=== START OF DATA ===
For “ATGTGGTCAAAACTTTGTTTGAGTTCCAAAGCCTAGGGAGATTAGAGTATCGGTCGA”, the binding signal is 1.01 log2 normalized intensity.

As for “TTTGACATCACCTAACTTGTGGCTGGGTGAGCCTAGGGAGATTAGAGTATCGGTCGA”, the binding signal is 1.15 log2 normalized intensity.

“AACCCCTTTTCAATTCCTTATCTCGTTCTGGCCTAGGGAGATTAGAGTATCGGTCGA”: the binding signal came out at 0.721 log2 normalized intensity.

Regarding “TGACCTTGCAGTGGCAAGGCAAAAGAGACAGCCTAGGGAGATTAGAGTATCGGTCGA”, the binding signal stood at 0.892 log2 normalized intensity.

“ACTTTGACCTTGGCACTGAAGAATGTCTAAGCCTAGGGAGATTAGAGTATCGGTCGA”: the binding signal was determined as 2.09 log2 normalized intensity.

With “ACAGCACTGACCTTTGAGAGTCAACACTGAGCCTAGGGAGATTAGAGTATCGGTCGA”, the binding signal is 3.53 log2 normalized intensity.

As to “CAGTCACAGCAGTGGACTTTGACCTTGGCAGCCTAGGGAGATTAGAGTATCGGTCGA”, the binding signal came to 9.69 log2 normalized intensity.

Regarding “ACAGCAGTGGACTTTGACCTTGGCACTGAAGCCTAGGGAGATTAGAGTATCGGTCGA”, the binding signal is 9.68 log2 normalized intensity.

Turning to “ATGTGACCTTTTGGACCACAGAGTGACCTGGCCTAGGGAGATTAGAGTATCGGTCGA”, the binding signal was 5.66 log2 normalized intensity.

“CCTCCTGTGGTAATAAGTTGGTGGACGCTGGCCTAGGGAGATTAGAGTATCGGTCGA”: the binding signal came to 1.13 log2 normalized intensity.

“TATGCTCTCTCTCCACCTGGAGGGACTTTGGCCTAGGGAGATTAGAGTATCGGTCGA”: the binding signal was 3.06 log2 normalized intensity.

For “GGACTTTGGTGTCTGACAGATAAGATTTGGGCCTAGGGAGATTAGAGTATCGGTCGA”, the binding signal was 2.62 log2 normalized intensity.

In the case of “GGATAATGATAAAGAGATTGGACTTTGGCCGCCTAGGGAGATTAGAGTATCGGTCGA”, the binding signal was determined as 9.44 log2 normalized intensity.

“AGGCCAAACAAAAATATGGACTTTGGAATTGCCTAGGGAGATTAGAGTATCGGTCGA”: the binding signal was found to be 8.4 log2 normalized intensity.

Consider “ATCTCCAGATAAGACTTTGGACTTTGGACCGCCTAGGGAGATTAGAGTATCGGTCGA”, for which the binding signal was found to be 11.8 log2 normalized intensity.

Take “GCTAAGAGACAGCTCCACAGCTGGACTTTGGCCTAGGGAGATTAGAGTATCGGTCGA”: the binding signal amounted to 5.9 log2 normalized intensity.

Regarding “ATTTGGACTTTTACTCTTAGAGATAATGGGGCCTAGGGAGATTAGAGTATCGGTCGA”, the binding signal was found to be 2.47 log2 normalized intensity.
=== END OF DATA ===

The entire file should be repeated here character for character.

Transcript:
For “ATGTGGTCAAAACTTTGTTTGAGTTCCAAAGCCTAGGGAGATTAGAGTATCGGTCGA”, the binding signal is 1.01 log2 normalized intensity.

As for “TTTGACATCACCTAACTTGTGGCTGGGTGAGCCTAGGGAGATTAGAGTATCGGTCGA”, the binding signal is 1.15 log2 normalized intensity.

“AACCCCTTTTCAATTCCTTATCTCGTTCTGGCCTAGGGAGATTAGAGTATCGGTCGA”: the binding signal came out at 0.721 log2 normalized intensity.

Regarding “TGACCTTGCAGTGGCAAGGCAAAAGAGACAGCCTAGGGAGATTAGAGTATCGGTCGA”, the binding signal stood at 0.892 log2 normalized intensity.

“ACTTTGACCTTGGCACTGAAGAATGTCTAAGCCTAGGGAGATTAGAGTATCGGTCGA”: the binding signal was determined as 2.09 log2 normalized intensity.

With “ACAGCACTGACCTTTGAGAGTCAACACTGAGCCTAGGGAGATTAGAGTATCGGTCGA”, the binding signal is 3.53 log2 normalized intensity.

As to “CAGTCACAGCAGTGGACTTTGACCTTGGCAGCCTAGGGAGATTAGAGTATCGGTCGA”, the binding signal came to 9.69 log2 normalized intensity.

Regarding “ACAGCAGTGGACTTTGACCTTGGCACTGAAGCCTAGGGAGATTAGAGTATCGGTCGA”, the binding signal is 9.68 log2 normalized intensity.

Turning to “ATGTGACCTTTTGGACCACAGAGTGACCTGGCCTAGGGAGATTAGAGTATCGGTCGA”, the binding signal was 5.66 log2 normalized intensity.

“CCTCCTGTGGTAATAAGTTGGTGGACGCTGGCCTAGGGAGATTAGAGTATCGGTCGA”: the binding signal came to 1.13 log2 normalized intensity.

“TATGCTCTCTCTCCACCTGGAGGGACTTTGGCCTAGGGAGATTAGAGTATCGGTCGA”: the binding signal was 3.06 log2 normalized intensity.

For “GGACTTTGGTGTCTGACAGATAAGATTTGGGCCTAGGGAGATTAGAGTATCGGTCGA”, the binding signal was 2.62 log2 normalized intensity.

In the case of “GGATAATGATAAAGAGATTGGACTTTGGCCGCCTAGGGAGATTAGAGTATCGGTCGA”, the binding signal was determined as 9.44 log2 normalized intensity.

“AGGCCAAACAAAAATATGGACTTTGGAATTGCCTAGGGAGATTAGAGTATCGGTCGA”: the binding signal was found to be 8.4 log2 normalized intensity.

Consider “ATCTCCAGATAAGACTTTGGACTTTGGACCGCCTAGGGAGATTAGAGTATCGGTCGA”, for which the binding signal was found to be 11.8 log2 normalized intensity.

Take “GCTAAGAGACAGCTCCACAGCTGGACTTTGGCCTAGGGAGATTAGAGTATCGGTCGA”: the binding signal amounted to 5.9 log2 normalized intensity.

Regarding “ATTTGGACTTTTACTCTTAGAGATAATGGGGCCTAGGGAGATTAGAGTATCGGTCGA”, the binding signal was found to be 2.47 log2 normalized intensity.